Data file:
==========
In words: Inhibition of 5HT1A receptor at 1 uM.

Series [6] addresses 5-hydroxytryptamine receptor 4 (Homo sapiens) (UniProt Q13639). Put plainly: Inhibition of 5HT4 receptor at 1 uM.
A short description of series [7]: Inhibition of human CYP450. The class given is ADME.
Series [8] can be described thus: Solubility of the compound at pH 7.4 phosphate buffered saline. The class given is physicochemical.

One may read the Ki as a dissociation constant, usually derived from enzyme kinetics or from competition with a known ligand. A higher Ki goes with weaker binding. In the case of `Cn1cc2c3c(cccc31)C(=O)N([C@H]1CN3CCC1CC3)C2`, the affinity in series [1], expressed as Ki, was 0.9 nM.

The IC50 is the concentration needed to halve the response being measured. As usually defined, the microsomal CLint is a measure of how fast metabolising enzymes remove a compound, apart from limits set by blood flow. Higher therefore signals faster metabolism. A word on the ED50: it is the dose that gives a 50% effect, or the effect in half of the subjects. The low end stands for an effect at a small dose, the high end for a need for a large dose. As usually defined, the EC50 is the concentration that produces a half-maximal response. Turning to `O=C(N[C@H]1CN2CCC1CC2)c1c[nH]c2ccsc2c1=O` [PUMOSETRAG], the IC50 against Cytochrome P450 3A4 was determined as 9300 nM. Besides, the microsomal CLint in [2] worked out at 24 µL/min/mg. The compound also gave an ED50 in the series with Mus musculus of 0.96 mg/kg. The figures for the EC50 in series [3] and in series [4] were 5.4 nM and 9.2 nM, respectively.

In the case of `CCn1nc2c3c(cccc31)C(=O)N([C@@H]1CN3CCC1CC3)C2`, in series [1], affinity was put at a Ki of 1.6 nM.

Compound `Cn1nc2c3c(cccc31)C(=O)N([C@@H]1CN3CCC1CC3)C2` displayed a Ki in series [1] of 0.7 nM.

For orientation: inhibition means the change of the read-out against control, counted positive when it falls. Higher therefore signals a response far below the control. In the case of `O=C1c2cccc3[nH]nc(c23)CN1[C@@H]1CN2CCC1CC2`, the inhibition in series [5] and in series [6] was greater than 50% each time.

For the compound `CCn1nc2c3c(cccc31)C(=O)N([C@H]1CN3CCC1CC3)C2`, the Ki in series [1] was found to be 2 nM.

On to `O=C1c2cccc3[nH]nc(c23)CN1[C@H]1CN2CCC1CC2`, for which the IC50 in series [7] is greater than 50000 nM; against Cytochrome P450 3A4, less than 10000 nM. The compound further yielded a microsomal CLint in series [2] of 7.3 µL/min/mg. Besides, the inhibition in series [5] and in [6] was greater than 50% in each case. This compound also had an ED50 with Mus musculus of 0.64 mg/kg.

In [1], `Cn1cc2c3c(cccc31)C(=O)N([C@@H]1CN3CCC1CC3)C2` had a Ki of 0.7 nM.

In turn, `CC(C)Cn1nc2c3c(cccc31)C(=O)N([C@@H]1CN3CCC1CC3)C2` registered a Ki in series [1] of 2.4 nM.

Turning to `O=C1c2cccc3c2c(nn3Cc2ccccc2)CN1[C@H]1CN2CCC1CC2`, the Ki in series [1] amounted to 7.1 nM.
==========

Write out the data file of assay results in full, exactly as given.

In words: Inhibition of 5HT1A receptor at 1 uM.

Series [6] addresses 5-hydroxytryptamine receptor 4 (Homo sapiens) (UniProt Q13639). Put plainly: Inhibition of 5HT4 receptor at 1 uM.
A short description of series [7]: Inhibition of human CYP450. The class given is ADME.
Series [8] can be described thus: Solubility of the compound at pH 7.4 phosphate buffered saline. The class given is physicochemical.

One may read the Ki as a dissociation constant, usually derived from enzyme kinetics or from competition with a known ligand. A higher Ki goes with weaker binding. In the case of `Cn1cc2c3c(cccc31)C(=O)N([C@H]1CN3CCC1CC3)C2`, the affinity in series [1], expressed as Ki, was 0.9 nM.

The IC50 is the concentration needed to halve the response being measured. As usually defined, the microsomal CLint is a measure of how fast metabolising enzymes remove a compound, apart from limits set by blood flow. Higher therefore signals faster metabolism. A word on the ED50: it is the dose that gives a 50% effect, or the effect in half of the subjects. The low end stands for an effect at a small dose, the high end for a need for a large dose. As usually defined, the EC50 is the concentration that produces a half-maximal response. Turning to `O=C(N[C@H]1CN2CCC1CC2)c1c[nH]c2ccsc2c1=O` [PUMOSETRAG], the IC50 against Cytochrome P450 3A4 was determined as 9300 nM. Besides, the microsomal CLint in [2] worked out at 24 µL/min/mg. The compound also gave an ED50 in the series with Mus musculus of 0.96 mg/kg. The figures for the EC50 in series [3] and in series [4] were 5.4 nM and 9.2 nM, respectively.

In the case of `CCn1nc2c3c(cccc31)C(=O)N([C@@H]1CN3CCC1CC3)C2`, in series [1], affinity was put at a Ki of 1.6 nM.

Compound `Cn1nc2c3c(cccc31)C(=O)N([C@@H]1CN3CCC1CC3)C2` displayed a Ki in series [1] of 0.7 nM.

For orientation: inhibition means the change of the read-out against control, counted positive when it falls. Higher therefore signals a response far below the control. In the case of `O=C1c2cccc3[nH]nc(c23)CN1[C@@H]1CN2CCC1CC2`, the inhibition in series [5] and in series [6] was greater than 50% each time.

For the compound `CCn1nc2c3c(cccc31)C(=O)N([C@H]1CN3CCC1CC3)C2`, the Ki in series [1] was found to be 2 nM.

On to `O=C1c2cccc3[nH]nc(c23)CN1[C@H]1CN2CCC1CC2`, for which the IC50 in series [7] is greater than 50000 nM; against Cytochrome P450 3A4, less than 10000 nM. The compound further yielded a microsomal CLint in series [2] of 7.3 µL/min/mg. Besides, the inhibition in series [5] and in [6] was greater than 50% in each case. This compound also had an ED50 with Mus musculus of 0.64 mg/kg.

In [1], `Cn1cc2c3c(cccc31)C(=O)N([C@@H]1CN3CCC1CC3)C2` had a Ki of 0.7 nM.

In turn, `CC(C)Cn1nc2c3c(cccc31)C(=O)N([C@@H]1CN3CCC1CC3)C2` registered a Ki in series [1] of 2.4 nM.

Turning to `O=C1c2cccc3c2c(nn3Cc2ccccc2)CN1[C@H]1CN2CCC1CC2`, the Ki in series [1] amounted to 7.1 nM.